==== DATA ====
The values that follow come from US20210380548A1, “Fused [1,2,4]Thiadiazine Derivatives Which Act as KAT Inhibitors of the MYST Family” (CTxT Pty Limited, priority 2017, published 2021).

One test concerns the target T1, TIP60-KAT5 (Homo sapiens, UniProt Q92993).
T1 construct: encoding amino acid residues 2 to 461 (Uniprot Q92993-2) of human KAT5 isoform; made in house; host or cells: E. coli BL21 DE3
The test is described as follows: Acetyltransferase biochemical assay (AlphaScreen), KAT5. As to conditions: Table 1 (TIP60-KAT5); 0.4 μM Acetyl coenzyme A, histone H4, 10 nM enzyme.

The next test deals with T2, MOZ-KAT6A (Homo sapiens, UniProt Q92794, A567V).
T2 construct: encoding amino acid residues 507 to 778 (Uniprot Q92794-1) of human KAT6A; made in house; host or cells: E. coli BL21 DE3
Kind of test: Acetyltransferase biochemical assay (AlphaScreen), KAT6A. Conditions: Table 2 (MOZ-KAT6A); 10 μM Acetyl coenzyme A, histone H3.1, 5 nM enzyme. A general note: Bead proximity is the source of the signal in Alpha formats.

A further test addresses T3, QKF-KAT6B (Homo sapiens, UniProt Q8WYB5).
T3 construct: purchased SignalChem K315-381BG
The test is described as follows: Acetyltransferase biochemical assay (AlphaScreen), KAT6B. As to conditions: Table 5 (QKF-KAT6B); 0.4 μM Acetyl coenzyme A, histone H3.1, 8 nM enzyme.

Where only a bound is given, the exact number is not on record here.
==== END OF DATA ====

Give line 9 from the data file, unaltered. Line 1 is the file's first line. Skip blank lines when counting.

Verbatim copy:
T3 construct: purchased SignalChem K315-381BG